Singapore


Singapore Visa, Customs & Legal Regulations

Important Things to Note

Most foreigners coming into Singapore do not require a visa for entry and may be given social visit passes for up to 30 days upon their arrival in Singapore. However, it is best to consult your local consular office for the latest information with regard to coming into Singapore. 
If you would like to stay in Singapore for a longer period, you may apply to the Immigration & Checkpoints Authority (ICA) upon your arrival. You should have a valid passport with at least six months validity, onward or return tickets, onward facilities (such as visas or entry permits) to your next destination, and sufficient funds for your stay in Singapore.


Visa-Requiring Travellers

The list of countries whose nationals require a visa to enter Singapore may be found on the ICA’s website here. Should you require a visa, please refer to ICA’s website for application procedures. As with most countries, do note that the possession of a visa does not entitle a foreigner to enter Singapore automatically. Visitors must also meet entry requirements such as holding a valid passport, possession of sufficient funds for the period of stay in Singapore and confirmed onward or return air tickets. The grant of a visit pass to a foreign visitor is determined by the ICA Officers at the Singapore checkpoints and each case is considered on its own merits.
Nationals of the Commonwealth of Independent States (CIS), Georgia, Turkmenistan and Ukraine may be granted entry into Singapore without visas# for a stopover stay, for up to 96 hours if they fulfil the following conditions:
     •    Traveller is in transit to or from a third country by air
     •    Traveller is in possession of
                -   A valid passport
                -   A confirmed onward air-ticket
                -   Entry facilities (including visa) to the third country
                -   Sufficient funds for the period of stay in Singapore
     •    Traveller continues his journey to the third country within the 96-hour visa-free period granted
     •    Traveller satisfies Singapore's entry requirements, as determined by the ICA officers at the Singapore Checkpoints.
#Granting of the visa-free entry will be upon the assessment and at the discretion of the Immigration and Checkpoints Authority officer at the Singapore Checkpoint.

Loss of Passports

Should you lose your passport while in Singapore, please make a police report immediately and approach your embassy in Singapore to apply for a replacement travel document. You should also report to the ICA (across from the Lavender MRT Station at 10 Kallang Road) for a visit pass which will regularise your stay in Singapore.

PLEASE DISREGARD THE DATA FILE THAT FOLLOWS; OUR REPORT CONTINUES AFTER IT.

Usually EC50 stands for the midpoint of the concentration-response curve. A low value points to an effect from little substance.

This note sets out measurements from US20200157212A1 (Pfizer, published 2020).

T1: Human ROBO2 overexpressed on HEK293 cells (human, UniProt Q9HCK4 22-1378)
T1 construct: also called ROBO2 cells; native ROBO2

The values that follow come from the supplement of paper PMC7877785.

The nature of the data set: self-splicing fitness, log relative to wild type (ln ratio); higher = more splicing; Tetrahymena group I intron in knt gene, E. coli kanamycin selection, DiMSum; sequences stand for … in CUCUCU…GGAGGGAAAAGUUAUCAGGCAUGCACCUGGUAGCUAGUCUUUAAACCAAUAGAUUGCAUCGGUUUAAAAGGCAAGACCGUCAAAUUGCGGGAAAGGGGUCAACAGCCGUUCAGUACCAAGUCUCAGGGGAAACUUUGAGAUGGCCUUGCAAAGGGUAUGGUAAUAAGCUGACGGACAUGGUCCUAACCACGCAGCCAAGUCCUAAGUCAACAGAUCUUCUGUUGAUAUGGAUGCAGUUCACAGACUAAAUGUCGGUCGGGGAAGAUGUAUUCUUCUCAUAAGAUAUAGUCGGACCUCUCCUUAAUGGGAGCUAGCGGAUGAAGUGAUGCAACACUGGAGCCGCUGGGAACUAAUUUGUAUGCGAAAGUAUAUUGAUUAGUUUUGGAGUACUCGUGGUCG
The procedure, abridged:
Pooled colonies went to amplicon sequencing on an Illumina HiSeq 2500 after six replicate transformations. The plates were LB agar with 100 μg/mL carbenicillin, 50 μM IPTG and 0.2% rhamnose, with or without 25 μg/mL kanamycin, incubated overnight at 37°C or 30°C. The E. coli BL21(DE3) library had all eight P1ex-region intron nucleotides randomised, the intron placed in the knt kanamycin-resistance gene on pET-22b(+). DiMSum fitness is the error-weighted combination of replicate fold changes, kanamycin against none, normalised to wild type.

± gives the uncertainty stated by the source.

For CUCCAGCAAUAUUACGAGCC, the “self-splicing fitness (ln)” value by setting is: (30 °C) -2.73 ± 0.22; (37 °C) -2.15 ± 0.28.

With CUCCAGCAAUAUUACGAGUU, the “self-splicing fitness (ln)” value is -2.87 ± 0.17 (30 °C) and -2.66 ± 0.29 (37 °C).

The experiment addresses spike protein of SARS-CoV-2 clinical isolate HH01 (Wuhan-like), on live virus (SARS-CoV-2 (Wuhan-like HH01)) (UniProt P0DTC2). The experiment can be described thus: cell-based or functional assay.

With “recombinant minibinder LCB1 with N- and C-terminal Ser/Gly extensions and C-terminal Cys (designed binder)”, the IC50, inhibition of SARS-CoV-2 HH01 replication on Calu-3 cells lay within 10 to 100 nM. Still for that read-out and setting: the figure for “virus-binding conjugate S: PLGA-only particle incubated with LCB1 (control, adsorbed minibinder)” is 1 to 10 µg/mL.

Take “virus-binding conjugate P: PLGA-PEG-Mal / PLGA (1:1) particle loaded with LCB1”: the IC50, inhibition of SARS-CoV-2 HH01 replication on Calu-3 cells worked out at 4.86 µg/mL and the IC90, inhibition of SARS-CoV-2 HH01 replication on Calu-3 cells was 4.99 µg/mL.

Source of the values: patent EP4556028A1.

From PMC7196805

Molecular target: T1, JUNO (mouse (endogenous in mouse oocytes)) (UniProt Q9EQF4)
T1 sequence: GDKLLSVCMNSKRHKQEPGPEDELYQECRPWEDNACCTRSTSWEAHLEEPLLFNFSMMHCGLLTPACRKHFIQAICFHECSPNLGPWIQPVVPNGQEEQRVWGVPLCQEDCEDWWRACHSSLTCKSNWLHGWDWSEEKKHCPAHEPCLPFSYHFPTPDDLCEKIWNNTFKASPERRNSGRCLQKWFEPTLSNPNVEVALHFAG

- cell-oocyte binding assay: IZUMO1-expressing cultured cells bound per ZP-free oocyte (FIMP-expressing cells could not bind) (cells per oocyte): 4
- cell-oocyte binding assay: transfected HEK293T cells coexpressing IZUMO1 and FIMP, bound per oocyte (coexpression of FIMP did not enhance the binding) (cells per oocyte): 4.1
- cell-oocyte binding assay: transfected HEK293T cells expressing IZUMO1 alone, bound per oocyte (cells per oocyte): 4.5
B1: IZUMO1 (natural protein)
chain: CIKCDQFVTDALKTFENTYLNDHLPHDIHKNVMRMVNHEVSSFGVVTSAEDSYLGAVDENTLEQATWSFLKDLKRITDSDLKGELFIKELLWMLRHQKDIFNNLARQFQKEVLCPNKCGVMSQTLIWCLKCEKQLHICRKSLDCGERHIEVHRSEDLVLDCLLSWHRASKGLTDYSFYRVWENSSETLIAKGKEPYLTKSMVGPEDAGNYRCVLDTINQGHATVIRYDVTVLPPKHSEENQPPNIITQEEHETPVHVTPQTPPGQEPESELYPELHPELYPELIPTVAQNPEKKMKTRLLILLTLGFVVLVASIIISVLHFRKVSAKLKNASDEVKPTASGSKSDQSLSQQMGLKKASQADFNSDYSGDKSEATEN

Singlish Guide

A Guide to Understanding Our Local Slang

While it may not be recognised in the world as a formal language, a bit of knowledge on Singlish is definitely essential when travelling around Singapore. It is a unique blend of English, Chinese, Malay, Tamil and local dialects. To some, it is a beautiful language that proudly displays the multi-cultural character of our society; to others, it is a colloquialism so full of grammatical errors that it makes you squirm each time you hear it. Regardless, it is useful to understand a fair bit of Singlish, or at least understand the most common phrases used to avoid getting ‘lost in translation’. 
Besides the typical “lah” which punctuates most sentences used by the locals, here is a quick guide of phrases that you may encounter and use most often: 

Don’t pray pray ah!: “Don’t mess around!” 
Oh, izzit?: “That’s interesting.” / “Oh, is that true?” 
Dohwan: “No, thanks.” / “I don’t want it.” 
Kiasu: A general term used to describe the highly competitive nature of many Singaporeans. It is originally a Chinese dialect expression that literally means “fear of losing”. 
So how?: “So what do we do now?”
Alamak!: A general expression of dismay or incredulity. 
Can can!: “Yes, definitely.”
Auntie / Uncle: A respectful form of an address for an older man / woman, respectively. 
Lai dat also can?: “Is that acceptable?”

The following links and numbers may be useful should you need guidance around the island or emergency help.

www.streetdirectory.com – Most useful for addresses and phone numbers of your intended locations, and even provides several route options to your destination.
www.embassiesabroad.com/embassies-in/Singapore – Has an extensive list of all the embassies in Singapore.
http://trust.yoursingapore.com – Has a comprehensive list of licensed travel agents in Singapore.
http://guides-online.yoursingapore.com – Useful list of tour guides in Singapore searchable by languages spoken and area of expertise.
http://www.onemap.sg – Find where you want to go and how to get there.
https://app.stb.gov.sg/asp/int/int.asp – Singapore Tourism Board Offices Worldwide
https://www.bfc.sg/HandyMap – Locate fun-filled family-friendly businesses that offer products and services to the young and old.
Emergency Hotlines
Police – 999
Ambulance – 995
Fire Brigade – 995
Flight Information – 1800 542 4422
Medical Services
Raffles Hospital (585 North Bridge Road) – (65) 6311 1111
Singapore General Hospital (Outram Road) – (65) 6222 3322
Gleneagles Hospital (6A Napier Road) – (65) 6473 7222
Credit Cards
American Express – 1800 396 6000
JCB – (65) 6734 0096
Diners Card – (65) 6416 0800
Visa – 800 448 1250
MasterCard – 800 110 0113
Foreign Embassies
Germany (50 Raffles Place) – (65) 6533 6002
Australia (25 Napier Road) – (65) 6836 4100
USA (27 Napier Road) – (65) 6476 9100
UK (100 Tanglin Road) – 6424 4200
Canada (1 George Street) – (65) 6854 5900
France (101 Cluny Park Road) – (65) 6880 7800


Source:.yoursingapore